Data center migration – Part 1

Full disclosure: This is only my 2nd experience with migrating a data center and the first time I was working with a much smaller network and infrastructure in general with a stacked pair of 3750s using static routes, some L2 2960s and a couple of ASA 5510s.

This last experience is what I’ll be writing about. But first, let me give you some background on the data center before we moved. Our core was a pair of 6509s using VSS with a pair of stacked 3750s at the top of each server rack. We used 2x10G links in an etherchannel from the 6500s to each stack of 3750s which was plenty of bandwidth for our traffic in my opinion. I don’t have any graphs or performance monitoring to back that up, so I’m going off of my own mileage. We have just migrated from Cisco Works to Cisco Prime but with all the projects right now, we don’t have the time to truly see the power of Prime and if it can do what we need it to do. Also, other networking equipment exists, however they were not changed during the move so I will not comment on them.

Now to the interesting part. First, the migration was two-fold; we were moving our data center from one building to another because of power and HVAC issues in the former and we were changing our platform from the 6500s/3750s to Nexus 7Ks, 5Ks, and FEXs. Moving to Nexus really wasn’t a decision made for any other reason than to share equipment with another network shop that had already bought the equipment. Initially there was some push back, because we were going away from the standard which was using the Catalyst switches but eventually it was approved and we pushed forward. So a couple of us were sent to a Nexus boot camp in April of 2012 to spin up on the new platform since none of us had used it previously. I was very intrigued and interested, however, I felt like a 4 day boot was not enough time to get hands on experience and learn everything that we would need to know to completely change the infrastructure of our data center. That was my first experience with boot camps and I can say that I’m not a big fan of them but I’ll save that for another post somewhere along the line. Roughly 7 months later the new building was completely constructed and ready for us to start staging and configuring equipment. None of us had touched the CLI since April or ever seen the gear physically in person. I was certainly impressed by the shear size of the 7K and 5Ks. We are talking about a device (7K) which is 200 pounds without any modules installed. It can exceed 500 pounds fully stocked. The 5Ks are as long as normal servers are and take up the length of the rack. Anyway, I’ll touch more on my impressions of the gear in part 2 of this post. So I went back to the book materials given to us in April and started brushing upon what I had already forgotten. It started coming back to me and I was beginning to feel more confident about the migration. As I started configuring the devices, however, I kept running into difference after difference between the way NX-OS was configured and operated vs IOS. I won’t touch on them all but here are a few things that I ran into (good or bad) with the hope that this helps someone who’s looking to move to Nexus:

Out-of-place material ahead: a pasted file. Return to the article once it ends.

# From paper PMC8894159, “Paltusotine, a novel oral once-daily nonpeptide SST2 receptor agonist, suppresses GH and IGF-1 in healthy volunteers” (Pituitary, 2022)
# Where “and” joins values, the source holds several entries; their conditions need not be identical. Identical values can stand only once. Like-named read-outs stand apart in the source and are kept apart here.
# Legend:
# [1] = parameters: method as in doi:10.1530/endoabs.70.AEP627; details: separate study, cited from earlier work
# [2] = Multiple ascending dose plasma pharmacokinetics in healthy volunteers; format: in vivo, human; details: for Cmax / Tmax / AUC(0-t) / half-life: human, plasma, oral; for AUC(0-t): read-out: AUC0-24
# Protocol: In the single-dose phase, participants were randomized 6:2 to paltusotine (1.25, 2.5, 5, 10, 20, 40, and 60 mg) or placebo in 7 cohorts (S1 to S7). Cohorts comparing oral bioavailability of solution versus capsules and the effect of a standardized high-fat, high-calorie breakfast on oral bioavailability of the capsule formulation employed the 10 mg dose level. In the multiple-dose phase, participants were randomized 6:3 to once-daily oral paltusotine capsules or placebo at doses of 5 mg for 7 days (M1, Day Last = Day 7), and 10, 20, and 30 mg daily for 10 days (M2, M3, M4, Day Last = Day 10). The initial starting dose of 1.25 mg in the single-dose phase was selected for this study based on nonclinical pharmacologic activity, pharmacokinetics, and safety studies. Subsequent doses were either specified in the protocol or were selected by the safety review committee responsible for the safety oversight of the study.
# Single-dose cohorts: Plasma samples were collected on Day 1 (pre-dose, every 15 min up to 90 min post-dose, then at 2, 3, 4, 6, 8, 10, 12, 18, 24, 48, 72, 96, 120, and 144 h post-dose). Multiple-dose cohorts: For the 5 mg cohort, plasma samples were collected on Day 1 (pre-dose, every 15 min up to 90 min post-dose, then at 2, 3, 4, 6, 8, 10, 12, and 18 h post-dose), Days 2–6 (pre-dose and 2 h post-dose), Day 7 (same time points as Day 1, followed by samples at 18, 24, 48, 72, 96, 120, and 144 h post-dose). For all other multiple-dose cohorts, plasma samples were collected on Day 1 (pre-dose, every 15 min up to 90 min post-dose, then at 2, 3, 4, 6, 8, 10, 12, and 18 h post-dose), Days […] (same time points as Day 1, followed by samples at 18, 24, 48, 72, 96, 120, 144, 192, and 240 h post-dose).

• NTP on the 7K can only be configured from the default VDC. This is an issue for us because we do not control the default VDC so we’ll have to eventually configure connectivity between the 2 VDCs in order to pull time from our hardware time appliance. From Cisco’s site, “You must configure NTP in the default VDC.”.
    • Network statements inside the router process for EIGRP and OSPF are not supported and you advertise the network by placing a command on the L3 interface (e.g. ip router eigrp 1). Passive-interfaces are also configured inside the interfaces.

no_ntwrk_eigrp

    • No more unicast neighbor statements with EIGRP or OSPF. I know this shouldn’t be needed in most circumstances, however we manage a network with hardware encryption devices that don’t pass multicast packets; our work around for this was using the neighbor statements for each expected neighbor. Since we could no longer rely on this, we had 2 options. Use GRE tunnels or put a Catalyst device that supported this command in front of the 7K. Since we found out about this so late in the process, we went with the latter and put 2911 routers in front of the 7K to avoid having to re-engineer our network on the fly.

no_neighbor_eigrp

  • No more need for the ‘do’ command when trying to perform show commands from global config mode or another specific configuration mode. That’s right, just like the Cisco ASA’s OS for those of you familiar with it, you can run the commands from anywhere. Also, if you run a command that isn’t found in that level of configuration, the OS will attempt to find a match command in levels below it and if found, apply it there.

do_from_anywhere

  • In IOS, AAA can be configured using the TACACS+ protocol where you can use the default group “TACACS+” when you want to use all of the specified TACACS+ servers. In NX-OS, you must create the group first and specify the servers inside of the group before you are allowed to use them.

There are definitely more differences out there but I won’t cover them all here. If you have run into any good ones, feel free to share. I will give my impressions of the Nexus gear and overall experience in part 2 of this post. Stay tuned and thanks for reading!

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